USC Safety Isaiah Pola-Mao has chance to learn behind rising NFL Safety with Raiders
By Evan Desai
Isaiah Pola-Mao was very strong at free safety for the USC football program in 2019 and 2020. He played in every single game (which was a total of 19 games), totaled 113 tackles, picked off five passes, recorded seven PD's, had eight tackles for loss, and recovered three fumbles.
He was set to have a great year, but struggled in his fifth and final year with the program (57 tackles, no picks, 1 PD, one fumble recovery). Still, he entered the 2022 NFL Draft. While it was telling that no NFL General Manager wanted to take a chance on him with a draft pick, the Las Vegas Raiders did sign him onto the team as an undrafted free agent.
While the Raiders do have a decent secondary that allowed 222.9 passing yards per game in 2022 (13th in football), Pola-Mao has the chance to return to the Pola-Mao of old regardless of if he sees the field a lot in Year 1.
He'll be playing behind starting Raiders Free Safety Trevon Moehrig. While Moehrig, who had a promising rookie campaign last year, will easily be the starter over Pola-Mao or anybody on the team, it serves as an opportunity for IPM to learn behind someone who has been there and done that himself as a rookie.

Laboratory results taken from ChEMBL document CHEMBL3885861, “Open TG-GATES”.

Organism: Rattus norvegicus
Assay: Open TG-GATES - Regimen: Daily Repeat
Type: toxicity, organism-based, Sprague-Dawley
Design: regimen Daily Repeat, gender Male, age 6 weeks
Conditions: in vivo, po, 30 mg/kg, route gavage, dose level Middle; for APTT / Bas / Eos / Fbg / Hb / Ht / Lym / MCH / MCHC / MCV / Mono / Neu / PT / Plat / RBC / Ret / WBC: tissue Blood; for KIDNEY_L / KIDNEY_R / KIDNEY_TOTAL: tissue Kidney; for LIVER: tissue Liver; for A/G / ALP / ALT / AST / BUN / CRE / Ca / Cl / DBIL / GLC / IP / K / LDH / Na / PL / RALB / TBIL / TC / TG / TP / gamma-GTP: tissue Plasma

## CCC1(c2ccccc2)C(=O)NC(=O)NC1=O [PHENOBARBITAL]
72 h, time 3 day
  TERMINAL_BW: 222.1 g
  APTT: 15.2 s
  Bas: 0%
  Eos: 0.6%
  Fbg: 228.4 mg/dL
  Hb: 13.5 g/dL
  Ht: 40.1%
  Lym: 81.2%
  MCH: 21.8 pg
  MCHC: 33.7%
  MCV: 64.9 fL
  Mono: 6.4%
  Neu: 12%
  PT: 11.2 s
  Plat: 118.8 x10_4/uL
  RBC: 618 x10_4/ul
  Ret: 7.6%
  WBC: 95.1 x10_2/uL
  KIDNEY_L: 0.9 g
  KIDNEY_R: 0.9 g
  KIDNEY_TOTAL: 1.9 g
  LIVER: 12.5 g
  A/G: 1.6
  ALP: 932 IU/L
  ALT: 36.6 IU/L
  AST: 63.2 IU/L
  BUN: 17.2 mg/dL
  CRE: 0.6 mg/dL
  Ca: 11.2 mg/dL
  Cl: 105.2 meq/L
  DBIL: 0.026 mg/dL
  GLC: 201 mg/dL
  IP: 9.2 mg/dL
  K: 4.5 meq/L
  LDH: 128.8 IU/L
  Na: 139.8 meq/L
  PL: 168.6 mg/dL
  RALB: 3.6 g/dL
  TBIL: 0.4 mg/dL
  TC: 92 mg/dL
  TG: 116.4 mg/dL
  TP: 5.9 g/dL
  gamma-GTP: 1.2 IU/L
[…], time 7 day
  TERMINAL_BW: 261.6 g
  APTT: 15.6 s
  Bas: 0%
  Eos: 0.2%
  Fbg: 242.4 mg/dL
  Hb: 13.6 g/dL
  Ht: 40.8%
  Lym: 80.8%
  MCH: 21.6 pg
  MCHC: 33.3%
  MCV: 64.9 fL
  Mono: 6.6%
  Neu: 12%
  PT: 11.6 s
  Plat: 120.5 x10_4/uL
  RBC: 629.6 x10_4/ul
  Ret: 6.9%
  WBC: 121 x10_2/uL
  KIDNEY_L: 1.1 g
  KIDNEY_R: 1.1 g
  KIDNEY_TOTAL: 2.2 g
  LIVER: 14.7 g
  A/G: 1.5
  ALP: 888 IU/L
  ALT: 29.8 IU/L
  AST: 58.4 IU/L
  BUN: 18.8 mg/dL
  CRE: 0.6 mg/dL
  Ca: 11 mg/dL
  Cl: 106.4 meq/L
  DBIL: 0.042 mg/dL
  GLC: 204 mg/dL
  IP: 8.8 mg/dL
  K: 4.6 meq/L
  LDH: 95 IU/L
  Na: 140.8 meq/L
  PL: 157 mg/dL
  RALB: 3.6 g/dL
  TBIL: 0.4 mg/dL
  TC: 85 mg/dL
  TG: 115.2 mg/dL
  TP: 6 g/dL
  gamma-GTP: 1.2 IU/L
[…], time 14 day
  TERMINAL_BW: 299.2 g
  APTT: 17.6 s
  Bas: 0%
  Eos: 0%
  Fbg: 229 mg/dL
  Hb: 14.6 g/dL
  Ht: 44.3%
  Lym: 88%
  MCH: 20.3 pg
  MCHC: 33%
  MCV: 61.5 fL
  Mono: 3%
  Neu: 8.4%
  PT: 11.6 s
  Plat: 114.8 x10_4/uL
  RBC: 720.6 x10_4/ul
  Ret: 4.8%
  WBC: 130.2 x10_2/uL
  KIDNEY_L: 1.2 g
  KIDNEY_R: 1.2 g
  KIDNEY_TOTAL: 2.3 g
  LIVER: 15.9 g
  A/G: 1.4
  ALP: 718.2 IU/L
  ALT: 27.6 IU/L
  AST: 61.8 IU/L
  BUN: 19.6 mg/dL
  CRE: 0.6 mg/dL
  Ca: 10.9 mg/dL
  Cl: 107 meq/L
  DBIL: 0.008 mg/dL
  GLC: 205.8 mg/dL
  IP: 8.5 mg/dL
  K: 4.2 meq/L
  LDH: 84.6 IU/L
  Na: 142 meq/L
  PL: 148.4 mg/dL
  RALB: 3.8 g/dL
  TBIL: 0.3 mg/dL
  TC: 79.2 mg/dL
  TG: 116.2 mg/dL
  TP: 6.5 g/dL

Ex-USC Football Safety Isaiah Pola-Mao has secured a great opportunity to learn behind Moehrig.
A TCU product, Moehrig logged 55 tackles for the Raiders last season while also picking up six PD's in all 17 games. He started all 17. If Isaiah Pola-Mao has the chance to learn behind another young safety who has already made a nice progression to this point himself, he could do a lot worse.
IPM better study Moehrig, who had a top ten PFF pass coverage grade (75.5) last year among safeties with more than 1,000 snaps:
He only surrendered 158 passing yards and just one score on 18 targets. Getting the chance to watch and learn from a quality starter in the NFL is one that not all undrafted free agents get.
At this point, it's up to IPM to go ahead and pick his brain, ask questions, and be a student of the game now that he'll have real NFL coaching. He certainly was poorly coached in college, and now has the chance to grow under a higher level of teachers at the next level.